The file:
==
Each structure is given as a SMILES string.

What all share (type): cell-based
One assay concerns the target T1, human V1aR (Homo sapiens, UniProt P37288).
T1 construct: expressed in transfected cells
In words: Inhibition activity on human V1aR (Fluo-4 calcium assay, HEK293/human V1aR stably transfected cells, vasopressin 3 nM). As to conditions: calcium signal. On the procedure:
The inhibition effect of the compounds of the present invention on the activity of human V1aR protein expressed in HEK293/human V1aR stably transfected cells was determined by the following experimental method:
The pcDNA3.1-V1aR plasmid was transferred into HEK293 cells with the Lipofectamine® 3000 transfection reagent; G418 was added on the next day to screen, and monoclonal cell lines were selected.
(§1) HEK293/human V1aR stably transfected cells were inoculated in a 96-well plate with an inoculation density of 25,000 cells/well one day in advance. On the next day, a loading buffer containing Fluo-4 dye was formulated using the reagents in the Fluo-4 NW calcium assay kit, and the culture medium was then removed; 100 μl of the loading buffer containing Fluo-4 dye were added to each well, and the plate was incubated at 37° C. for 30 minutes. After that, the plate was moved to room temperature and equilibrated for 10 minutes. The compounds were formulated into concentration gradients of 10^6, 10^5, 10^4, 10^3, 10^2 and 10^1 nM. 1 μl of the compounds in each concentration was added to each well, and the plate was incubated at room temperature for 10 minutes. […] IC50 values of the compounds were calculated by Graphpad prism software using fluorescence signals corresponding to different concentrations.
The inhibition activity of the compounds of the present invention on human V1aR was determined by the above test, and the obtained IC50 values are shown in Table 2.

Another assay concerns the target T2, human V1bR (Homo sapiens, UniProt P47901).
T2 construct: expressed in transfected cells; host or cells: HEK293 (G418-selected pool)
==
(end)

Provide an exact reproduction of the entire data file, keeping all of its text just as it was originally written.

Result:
Each structure is given as a SMILES string.

What all share (type): cell-based
One assay concerns the target T1, human V1aR (Homo sapiens, UniProt P37288).
T1 construct: expressed in transfected cells
In words: Inhibition activity on human V1aR (Fluo-4 calcium assay, HEK293/human V1aR stably transfected cells, vasopressin 3 nM). As to conditions: calcium signal. On the procedure:
The inhibition effect of the compounds of the present invention on the activity of human V1aR protein expressed in HEK293/human V1aR stably transfected cells was determined by the following experimental method:
The pcDNA3.1-V1aR plasmid was transferred into HEK293 cells with the Lipofectamine® 3000 transfection reagent; G418 was added on the next day to screen, and monoclonal cell lines were selected.
(§1) HEK293/human V1aR stably transfected cells were inoculated in a 96-well plate with an inoculation density of 25,000 cells/well one day in advance. On the next day, a loading buffer containing Fluo-4 dye was formulated using the reagents in the Fluo-4 NW calcium assay kit, and the culture medium was then removed; 100 μl of the loading buffer containing Fluo-4 dye were added to each well, and the plate was incubated at 37° C. for 30 minutes. After that, the plate was moved to room temperature and equilibrated for 10 minutes. The compounds were formulated into concentration gradients of 10^6, 10^5, 10^4, 10^3, 10^2 and 10^1 nM. 1 μl of the compounds in each concentration was added to each well, and the plate was incubated at room temperature for 10 minutes. […] IC50 values of the compounds were calculated by Graphpad prism software using fluorescence signals corresponding to different concentrations.
The inhibition activity of the compounds of the present invention on human V1aR was determined by the above test, and the obtained IC50 values are shown in Table 2.

Another assay concerns the target T2, human V1bR (Homo sapiens, UniProt P47901).
T2 construct: expressed in transfected cells; host or cells: HEK293 (G418-selected pool)